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Listening to Music (Online)

Course Times & Enrolment

This course is currently unavailable.

Course Summary

Rather than a hands-on, this is an full ears-on course!

In this short online course, you will begin to develop an understanding for listening to music, predominantly through classical music, exploring musical examples of melody, harmony, rhythm, dynamics, timbre, words and concepts.

The course tutor will lead discussions during each week, and any contribution made to group discussions shall enrich your course experience.

The course will be delivered via Blackboard Collaborate and Learn.

Course Details

Content of Course

With discussion and many examples from centuries of classical music, this course separates out some ingredients of music, and considers how they combine to make the music we hear.  The topics for the six weeks will be:

1. Melody

What is a melody? What do we expect from a melody? Melodies for voices, melodies for instruments.

2. Harmony

More than one sound at a time, and how we listen to them.

3. Rhythm and Dynamics

Fast and slow, loud and soft. How does changing the speed or the volume of the music, affect the way we listen?

4. Colour / Tone

An orchestra is like a rainbow, in which each instrument is a different colour. The same notes played on different instruments, can make us listen quite differently.

5. Words

Beginning with the title, the words and metaphors around music change the way we listen.

6. Mixing the Ingredients of Music

How do these ingredients combine to make what we call “a piece of music”?

Teaching method(s)

Ideally you should have;
An up-to-date web browser (Google Chrome recommended)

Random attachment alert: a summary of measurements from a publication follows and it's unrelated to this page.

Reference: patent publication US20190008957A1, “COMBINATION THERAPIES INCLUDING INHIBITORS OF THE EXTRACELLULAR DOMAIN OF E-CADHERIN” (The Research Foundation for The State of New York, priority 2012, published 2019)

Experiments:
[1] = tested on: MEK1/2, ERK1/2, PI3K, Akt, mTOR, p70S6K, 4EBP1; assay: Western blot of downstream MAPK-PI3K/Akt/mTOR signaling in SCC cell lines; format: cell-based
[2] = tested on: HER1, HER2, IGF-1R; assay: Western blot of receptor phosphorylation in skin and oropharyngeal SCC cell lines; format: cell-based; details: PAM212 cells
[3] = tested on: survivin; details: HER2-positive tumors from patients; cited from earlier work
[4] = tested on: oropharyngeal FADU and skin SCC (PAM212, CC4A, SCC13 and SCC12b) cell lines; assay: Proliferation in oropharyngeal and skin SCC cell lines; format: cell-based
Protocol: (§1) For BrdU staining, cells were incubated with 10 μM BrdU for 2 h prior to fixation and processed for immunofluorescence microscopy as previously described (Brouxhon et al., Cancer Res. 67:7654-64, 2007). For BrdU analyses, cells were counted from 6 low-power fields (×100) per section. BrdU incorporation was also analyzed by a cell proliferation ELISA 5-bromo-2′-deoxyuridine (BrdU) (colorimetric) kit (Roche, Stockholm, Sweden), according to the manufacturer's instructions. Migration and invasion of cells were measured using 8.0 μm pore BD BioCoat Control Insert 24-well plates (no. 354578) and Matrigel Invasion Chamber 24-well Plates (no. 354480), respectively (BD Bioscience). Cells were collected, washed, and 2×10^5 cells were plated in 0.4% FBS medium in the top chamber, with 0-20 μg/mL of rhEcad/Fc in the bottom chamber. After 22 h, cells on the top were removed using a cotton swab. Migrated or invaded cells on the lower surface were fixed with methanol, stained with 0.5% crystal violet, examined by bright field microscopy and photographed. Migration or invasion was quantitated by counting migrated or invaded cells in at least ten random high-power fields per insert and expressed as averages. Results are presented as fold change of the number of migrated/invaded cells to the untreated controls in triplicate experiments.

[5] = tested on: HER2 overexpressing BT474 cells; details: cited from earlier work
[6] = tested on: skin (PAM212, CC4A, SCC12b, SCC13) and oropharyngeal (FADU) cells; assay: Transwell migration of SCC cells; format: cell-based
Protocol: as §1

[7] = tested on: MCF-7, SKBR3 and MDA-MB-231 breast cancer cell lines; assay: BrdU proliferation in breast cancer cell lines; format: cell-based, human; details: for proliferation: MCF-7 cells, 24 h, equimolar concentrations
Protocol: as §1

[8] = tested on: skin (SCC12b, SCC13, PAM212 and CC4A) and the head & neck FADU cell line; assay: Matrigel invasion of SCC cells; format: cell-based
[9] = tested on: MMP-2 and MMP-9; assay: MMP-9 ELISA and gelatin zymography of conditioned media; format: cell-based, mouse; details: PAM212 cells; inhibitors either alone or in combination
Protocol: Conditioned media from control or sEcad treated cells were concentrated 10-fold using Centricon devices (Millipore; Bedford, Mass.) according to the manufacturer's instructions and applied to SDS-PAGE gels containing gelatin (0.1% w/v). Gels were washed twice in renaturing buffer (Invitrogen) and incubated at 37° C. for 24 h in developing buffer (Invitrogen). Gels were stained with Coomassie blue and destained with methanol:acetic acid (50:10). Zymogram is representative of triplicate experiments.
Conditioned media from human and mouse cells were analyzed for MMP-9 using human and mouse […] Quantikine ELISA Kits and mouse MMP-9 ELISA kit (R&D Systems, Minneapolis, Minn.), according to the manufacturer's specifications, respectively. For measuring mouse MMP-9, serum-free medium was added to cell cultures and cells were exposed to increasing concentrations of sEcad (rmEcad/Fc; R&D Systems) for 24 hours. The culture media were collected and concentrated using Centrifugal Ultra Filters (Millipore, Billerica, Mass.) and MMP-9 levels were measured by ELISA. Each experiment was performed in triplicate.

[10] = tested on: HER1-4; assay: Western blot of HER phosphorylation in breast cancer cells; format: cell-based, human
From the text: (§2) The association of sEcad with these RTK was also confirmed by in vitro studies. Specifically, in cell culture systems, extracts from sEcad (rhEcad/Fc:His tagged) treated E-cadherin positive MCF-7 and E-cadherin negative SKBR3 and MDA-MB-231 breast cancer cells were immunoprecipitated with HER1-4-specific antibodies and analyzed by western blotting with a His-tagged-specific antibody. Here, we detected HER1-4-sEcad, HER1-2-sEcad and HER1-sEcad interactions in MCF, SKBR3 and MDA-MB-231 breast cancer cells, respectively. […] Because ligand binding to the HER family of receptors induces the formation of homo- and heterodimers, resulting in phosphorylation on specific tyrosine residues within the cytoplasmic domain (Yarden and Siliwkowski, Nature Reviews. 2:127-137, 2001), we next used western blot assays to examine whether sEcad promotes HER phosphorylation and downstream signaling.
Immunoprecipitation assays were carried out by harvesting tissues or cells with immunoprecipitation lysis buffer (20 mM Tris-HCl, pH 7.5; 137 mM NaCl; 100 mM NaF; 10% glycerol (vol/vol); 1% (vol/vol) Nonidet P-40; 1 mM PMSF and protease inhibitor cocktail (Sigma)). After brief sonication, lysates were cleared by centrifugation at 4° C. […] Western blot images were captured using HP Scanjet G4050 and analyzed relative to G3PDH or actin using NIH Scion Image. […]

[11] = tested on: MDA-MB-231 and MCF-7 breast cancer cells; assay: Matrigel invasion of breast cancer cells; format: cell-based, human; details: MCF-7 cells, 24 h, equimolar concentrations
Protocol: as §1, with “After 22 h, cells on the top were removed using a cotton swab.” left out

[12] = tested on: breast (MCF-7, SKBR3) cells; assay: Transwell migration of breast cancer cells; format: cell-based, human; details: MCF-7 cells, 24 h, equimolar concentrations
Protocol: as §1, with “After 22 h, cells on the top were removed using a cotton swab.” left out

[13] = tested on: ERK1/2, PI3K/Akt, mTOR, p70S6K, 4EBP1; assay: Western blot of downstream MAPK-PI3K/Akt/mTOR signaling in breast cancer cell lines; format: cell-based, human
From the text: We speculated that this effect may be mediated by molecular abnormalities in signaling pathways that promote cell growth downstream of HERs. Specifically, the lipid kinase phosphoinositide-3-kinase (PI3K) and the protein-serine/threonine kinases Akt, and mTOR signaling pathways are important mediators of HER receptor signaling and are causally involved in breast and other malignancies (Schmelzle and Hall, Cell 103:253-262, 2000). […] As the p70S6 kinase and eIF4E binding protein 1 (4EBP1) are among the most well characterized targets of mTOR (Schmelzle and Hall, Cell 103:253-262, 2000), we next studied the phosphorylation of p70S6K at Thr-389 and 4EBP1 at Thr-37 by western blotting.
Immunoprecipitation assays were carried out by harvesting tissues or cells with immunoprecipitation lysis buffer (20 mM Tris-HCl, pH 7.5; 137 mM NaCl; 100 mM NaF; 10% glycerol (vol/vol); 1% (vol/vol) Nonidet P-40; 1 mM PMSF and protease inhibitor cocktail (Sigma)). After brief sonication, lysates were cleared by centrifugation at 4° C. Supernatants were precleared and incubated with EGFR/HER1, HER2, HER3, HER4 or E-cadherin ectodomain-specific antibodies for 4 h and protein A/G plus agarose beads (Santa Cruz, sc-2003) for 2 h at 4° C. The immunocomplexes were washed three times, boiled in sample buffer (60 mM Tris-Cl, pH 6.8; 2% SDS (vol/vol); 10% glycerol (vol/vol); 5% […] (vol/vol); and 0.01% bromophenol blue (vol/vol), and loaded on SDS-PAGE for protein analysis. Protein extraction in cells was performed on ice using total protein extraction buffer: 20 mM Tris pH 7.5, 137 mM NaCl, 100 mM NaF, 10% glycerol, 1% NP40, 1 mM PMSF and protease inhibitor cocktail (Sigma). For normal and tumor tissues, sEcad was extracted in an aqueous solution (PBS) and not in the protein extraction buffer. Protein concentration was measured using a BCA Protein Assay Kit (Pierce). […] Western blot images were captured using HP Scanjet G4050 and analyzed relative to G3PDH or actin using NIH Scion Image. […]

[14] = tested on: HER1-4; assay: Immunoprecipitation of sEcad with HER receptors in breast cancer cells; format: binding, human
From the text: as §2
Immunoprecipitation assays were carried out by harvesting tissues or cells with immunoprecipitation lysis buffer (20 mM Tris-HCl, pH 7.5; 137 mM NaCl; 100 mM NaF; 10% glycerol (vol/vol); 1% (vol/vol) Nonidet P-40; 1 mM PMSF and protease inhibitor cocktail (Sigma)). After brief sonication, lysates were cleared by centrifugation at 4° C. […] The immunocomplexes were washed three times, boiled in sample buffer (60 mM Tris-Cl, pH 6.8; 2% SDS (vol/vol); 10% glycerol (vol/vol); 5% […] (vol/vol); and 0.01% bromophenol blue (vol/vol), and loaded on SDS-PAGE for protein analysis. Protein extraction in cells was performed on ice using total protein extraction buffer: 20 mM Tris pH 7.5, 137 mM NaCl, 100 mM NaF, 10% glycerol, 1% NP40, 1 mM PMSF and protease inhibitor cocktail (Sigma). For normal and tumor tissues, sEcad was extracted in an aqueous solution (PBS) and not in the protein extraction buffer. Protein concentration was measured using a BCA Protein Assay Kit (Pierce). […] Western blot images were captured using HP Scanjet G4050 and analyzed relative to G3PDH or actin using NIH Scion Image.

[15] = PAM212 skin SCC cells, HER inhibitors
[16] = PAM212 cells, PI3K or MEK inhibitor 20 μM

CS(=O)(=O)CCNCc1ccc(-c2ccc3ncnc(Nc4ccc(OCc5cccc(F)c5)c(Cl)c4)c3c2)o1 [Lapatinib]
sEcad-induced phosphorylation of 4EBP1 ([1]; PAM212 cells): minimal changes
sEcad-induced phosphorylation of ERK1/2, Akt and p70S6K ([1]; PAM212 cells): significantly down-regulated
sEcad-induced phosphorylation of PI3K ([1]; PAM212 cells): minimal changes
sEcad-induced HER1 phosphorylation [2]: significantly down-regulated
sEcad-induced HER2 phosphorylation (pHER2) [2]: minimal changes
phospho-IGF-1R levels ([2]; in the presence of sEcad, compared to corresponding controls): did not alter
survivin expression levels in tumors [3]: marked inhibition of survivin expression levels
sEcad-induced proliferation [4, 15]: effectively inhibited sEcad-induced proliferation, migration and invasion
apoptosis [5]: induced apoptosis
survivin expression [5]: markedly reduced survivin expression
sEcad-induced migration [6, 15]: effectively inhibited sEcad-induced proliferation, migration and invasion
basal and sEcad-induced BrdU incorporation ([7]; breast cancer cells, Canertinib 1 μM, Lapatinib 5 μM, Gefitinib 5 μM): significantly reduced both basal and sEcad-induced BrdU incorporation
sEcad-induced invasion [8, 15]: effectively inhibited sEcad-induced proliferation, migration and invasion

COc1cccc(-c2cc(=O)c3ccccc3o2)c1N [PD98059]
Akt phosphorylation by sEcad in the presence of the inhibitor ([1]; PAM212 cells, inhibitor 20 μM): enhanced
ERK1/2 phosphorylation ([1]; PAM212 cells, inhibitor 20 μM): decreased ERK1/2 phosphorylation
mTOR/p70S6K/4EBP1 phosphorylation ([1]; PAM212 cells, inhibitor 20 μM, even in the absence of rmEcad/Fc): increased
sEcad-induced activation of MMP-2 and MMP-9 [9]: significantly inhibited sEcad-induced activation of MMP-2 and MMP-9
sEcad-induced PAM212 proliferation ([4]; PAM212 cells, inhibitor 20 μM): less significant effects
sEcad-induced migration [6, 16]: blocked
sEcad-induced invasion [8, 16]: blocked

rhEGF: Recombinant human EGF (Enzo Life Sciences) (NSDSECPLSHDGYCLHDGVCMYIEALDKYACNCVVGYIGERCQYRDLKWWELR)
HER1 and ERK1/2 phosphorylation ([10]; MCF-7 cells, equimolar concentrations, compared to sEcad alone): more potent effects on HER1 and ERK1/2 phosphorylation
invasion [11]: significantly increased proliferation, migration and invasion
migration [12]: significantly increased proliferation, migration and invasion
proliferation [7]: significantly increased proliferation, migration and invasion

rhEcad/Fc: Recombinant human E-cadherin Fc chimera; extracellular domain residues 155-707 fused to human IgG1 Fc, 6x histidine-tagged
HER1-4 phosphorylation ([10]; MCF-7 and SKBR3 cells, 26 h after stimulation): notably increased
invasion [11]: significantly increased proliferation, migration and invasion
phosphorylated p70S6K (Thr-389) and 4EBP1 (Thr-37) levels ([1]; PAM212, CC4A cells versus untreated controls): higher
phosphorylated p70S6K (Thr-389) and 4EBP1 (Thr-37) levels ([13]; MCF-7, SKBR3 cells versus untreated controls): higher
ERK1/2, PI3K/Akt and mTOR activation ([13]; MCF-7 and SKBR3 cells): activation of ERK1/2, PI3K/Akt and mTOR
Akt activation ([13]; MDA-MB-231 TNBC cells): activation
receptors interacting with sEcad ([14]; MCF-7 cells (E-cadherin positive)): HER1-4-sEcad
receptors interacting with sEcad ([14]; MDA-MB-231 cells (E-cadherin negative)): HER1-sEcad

Microphone (ideally headset) and Webcam 
Strong Internet connection
Teaching will be fully online and will typically include a range of practical exercises, introductions to techniques, processes and concepts, and set projects which lead to more focused and personal exploration. Over the course, students’ progress will be monitored and supported by the tutor.  Teaching will include practical demonstrations, group discussions and critiques.

Learning outcomes

By the end of this course, students should be able to:

  • Identify the key ingredients that create a piece of classical music;

  • Recognise and discuss the different ways composers have treated and used melody, harmony, tone, rhythm and dynamics;

  • Discuss the effect these different approaches have on the music, the way they are interpreted.


If you have questions regarding the course or enrolment, please contact COL Reception at Paterson's Land by email or by phone 0131 650 4400.

Student support

If you have a disability, learning difficulty or health condition which may affect your studies, please let us know by ticking the 'specific support needs' box on your course application form. This will allow us to make appropriate adjustments in advance and in accordance with your rights under the Equality Act 2010. For more information please visit the Student Support section of our website.